How to man­u­fac­ture Covid-19 vac­cines with­out the help of J&J, Pfiz­er or Mod­er­na? Bi­ol­yse sees the dif­fi­cul­ties up close

When Bi­ol­yse, an On­tario-based man­u­fac­tur­er of ster­ile in­jecta­bles, forged a deal with Bo­livia last week to man­u­fac­ture up to 50 mil­lion J&J Covid-19 vac­cine dos­es, the agree­ment kicked off what will prove to be a test case for how dif­fi­cult the sys­tem of com­pul­so­ry li­cens­es is to nav­i­gate.

The first prob­lem: When Bi­ol­yse asked J&J, via a March let­ter, to li­cense its Covid-19 vac­cine, man­u­fac­ture it in Cana­da and pay 5% roy­al­ties on ship­ments to needy, low-in­come coun­tries, J&J re­ject­ed the of­fer, re­fus­ing to ne­go­ti­ate. J&J al­so did not re­spond to a re­quest for com­ment.

With an un­will­ing J&J, Bi­ol­yse then turned to the Cana­di­an gov­ern­ment to li­cense the patents un­der a pro­gram called the Cana­di­an Ac­cess to Med­i­cines Regime, which al­lows the ex­port of drugs and vac­cines to low-in­come coun­tries like Bo­livia, with the hopes of bet­ter­ing their re­spons­es to pub­lic health crises like HIV/AIDS, tu­ber­cu­lo­sis and oth­ers.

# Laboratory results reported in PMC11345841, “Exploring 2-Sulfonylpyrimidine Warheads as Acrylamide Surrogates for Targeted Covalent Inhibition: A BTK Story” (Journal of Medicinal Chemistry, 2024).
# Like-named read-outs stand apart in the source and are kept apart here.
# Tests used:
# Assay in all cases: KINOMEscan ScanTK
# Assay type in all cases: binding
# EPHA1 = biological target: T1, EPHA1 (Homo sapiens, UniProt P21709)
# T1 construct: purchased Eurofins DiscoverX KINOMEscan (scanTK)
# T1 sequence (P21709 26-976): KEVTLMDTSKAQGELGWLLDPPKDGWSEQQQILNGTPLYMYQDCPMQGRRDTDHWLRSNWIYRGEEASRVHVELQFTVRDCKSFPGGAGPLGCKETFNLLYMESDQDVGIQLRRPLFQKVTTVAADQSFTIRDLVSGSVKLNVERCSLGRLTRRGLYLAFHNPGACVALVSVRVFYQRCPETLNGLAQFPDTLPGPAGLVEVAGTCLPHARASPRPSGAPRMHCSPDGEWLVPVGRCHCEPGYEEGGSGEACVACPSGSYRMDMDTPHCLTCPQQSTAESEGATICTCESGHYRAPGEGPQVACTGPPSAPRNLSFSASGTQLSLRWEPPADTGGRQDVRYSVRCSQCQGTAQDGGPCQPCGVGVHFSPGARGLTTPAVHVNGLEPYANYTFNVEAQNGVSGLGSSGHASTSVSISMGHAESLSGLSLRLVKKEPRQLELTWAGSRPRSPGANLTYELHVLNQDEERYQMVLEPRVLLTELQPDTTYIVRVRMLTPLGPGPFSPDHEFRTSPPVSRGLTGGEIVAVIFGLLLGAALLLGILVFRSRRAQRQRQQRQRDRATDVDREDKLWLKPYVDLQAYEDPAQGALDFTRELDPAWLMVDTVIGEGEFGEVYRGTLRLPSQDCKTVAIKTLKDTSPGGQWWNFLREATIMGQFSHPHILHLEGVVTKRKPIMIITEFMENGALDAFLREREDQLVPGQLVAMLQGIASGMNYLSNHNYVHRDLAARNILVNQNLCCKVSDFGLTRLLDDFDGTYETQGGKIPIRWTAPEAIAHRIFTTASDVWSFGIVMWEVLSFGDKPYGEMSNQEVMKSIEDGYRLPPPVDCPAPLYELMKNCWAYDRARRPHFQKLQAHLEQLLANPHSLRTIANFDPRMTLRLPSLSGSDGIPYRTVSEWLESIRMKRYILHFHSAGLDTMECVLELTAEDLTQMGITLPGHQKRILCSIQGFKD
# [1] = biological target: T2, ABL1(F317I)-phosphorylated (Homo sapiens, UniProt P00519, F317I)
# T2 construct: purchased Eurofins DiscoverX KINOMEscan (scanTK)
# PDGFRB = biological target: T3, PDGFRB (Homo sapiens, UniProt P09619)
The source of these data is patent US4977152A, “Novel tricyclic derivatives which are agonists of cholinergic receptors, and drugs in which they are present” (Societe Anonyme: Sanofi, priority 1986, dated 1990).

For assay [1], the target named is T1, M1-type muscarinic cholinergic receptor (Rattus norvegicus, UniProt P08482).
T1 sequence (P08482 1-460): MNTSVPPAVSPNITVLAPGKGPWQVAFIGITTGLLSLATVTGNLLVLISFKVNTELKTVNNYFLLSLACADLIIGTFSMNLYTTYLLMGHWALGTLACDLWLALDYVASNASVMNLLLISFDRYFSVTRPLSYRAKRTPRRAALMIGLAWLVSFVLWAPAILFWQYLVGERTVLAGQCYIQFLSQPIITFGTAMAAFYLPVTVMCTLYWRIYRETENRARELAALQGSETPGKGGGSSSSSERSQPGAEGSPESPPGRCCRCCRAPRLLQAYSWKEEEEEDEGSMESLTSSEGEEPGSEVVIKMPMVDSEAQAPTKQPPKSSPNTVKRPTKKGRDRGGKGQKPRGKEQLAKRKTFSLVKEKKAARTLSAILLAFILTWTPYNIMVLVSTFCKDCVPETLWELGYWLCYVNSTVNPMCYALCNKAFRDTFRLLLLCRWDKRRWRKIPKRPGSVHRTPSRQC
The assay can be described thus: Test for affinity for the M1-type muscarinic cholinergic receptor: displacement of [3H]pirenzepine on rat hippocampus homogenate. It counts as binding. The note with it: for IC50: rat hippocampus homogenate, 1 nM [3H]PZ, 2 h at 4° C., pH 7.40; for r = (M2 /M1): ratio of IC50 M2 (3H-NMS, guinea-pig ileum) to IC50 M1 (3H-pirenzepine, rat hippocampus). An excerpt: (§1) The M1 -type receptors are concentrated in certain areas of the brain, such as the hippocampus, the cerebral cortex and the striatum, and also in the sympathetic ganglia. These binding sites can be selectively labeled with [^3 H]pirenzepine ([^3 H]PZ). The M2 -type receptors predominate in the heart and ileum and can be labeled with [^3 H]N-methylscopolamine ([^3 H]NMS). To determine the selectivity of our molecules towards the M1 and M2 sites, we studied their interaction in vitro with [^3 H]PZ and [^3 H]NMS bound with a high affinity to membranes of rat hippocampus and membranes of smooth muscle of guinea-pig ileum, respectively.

But for those drugs or vac­cines to be ex­port­ed from Cana­da, they need to be in­clud­ed in a list cre­at­ed by the Cana­di­an gov­ern­ment, known as Sched­ule 1, which is part of the coun­try’s Patent Act.

James Love

So far, Cana­da has not added Covid-19 drugs or vac­cines to that list.

“Block­ing the list­ing on Sched­ule 1 is re­al­ly bull­shit,” James Love, di­rec­tor of the NGO Knowl­edge Ecol­o­gy In­ter­na­tion­al, who’s been push­ing to in­crease ac­cess to Covid-re­lat­ed vac­cines and ther­a­peu­tics, told End­points News. “It’s bizarre that Covid-19 is not con­sid­ered a glob­al health is­sue in Cana­da.”

A spokesper­son for the Cana­di­an gov­ern­ment’s In­no­va­tion, Sci­ence and Eco­nom­ic De­vel­op­ment pro­gram ex­plained to End­points that it’s al­so not just about adding Covid-19 vac­cines to Sched­ule 1.

“It’s im­por­tant to note that adding a COVID vac­cine to Sched­ule 1 would not al­low a com­pul­so­ry li­cense for the pro­duc­tion and ex­port of these vac­cines. A com­pa­ny seek­ing au­tho­riza­tion un­der Cana­da’s Ac­cess to Med­i­cines Regime must be able to man­u­fac­ture the drug and con­duct nec­es­sary tri­als to es­tab­lish that the drug meets Cana­di­an safe­ty and ef­fi­ca­cy re­quire­ments be­fore au­tho­riza­tion would be grant­ed,” she said.

John Ful­ton